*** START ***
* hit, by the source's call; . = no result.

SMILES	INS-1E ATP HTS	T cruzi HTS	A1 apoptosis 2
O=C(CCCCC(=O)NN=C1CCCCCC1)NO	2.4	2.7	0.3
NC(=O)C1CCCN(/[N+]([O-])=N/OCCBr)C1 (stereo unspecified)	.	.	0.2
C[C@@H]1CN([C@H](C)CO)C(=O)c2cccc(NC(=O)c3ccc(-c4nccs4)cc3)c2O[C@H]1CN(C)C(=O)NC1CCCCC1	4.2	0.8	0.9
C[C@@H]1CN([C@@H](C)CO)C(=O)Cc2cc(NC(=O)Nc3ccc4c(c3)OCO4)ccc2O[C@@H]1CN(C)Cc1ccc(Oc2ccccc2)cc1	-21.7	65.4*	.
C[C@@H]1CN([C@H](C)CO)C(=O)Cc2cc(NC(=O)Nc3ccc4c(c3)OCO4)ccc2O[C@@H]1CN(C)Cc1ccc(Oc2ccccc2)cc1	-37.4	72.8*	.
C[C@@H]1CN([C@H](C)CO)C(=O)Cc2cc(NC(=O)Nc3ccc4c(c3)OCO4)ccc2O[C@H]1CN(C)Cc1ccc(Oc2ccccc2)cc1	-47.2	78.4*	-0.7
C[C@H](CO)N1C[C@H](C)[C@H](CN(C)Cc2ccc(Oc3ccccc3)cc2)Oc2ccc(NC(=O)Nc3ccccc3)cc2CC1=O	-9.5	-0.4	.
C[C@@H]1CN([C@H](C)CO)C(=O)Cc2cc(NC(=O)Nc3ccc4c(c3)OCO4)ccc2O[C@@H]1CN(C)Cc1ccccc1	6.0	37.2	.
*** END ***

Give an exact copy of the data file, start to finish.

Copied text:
* hit, by the source's call; . = no result.

SMILES	INS-1E ATP HTS	T cruzi HTS	A1 apoptosis 2
O=C(CCCCC(=O)NN=C1CCCCCC1)NO	2.4	2.7	0.3
NC(=O)C1CCCN(/[N+]([O-])=N/OCCBr)C1 (stereo unspecified)	.	.	0.2
C[C@@H]1CN([C@H](C)CO)C(=O)c2cccc(NC(=O)c3ccc(-c4nccs4)cc3)c2O[C@H]1CN(C)C(=O)NC1CCCCC1	4.2	0.8	0.9
C[C@@H]1CN([C@@H](C)CO)C(=O)Cc2cc(NC(=O)Nc3ccc4c(c3)OCO4)ccc2O[C@@H]1CN(C)Cc1ccc(Oc2ccccc2)cc1	-21.7	65.4*	.
C[C@@H]1CN([C@H](C)CO)C(=O)Cc2cc(NC(=O)Nc3ccc4c(c3)OCO4)ccc2O[C@@H]1CN(C)Cc1ccc(Oc2ccccc2)cc1	-37.4	72.8*	.
C[C@@H]1CN([C@H](C)CO)C(=O)Cc2cc(NC(=O)Nc3ccc4c(c3)OCO4)ccc2O[C@H]1CN(C)Cc1ccc(Oc2ccccc2)cc1	-47.2	78.4*	-0.7
C[C@H](CO)N1C[C@H](C)[C@H](CN(C)Cc2ccc(Oc3ccccc3)cc2)Oc2ccc(NC(=O)Nc3ccccc3)cc2CC1=O	-9.5	-0.4	.
C[C@@H]1CN([C@H](C)CO)C(=O)Cc2cc(NC(=O)Nc3ccc4c(c3)OCO4)ccc2O[C@@H]1CN(C)Cc1ccccc1	6.0	37.2	.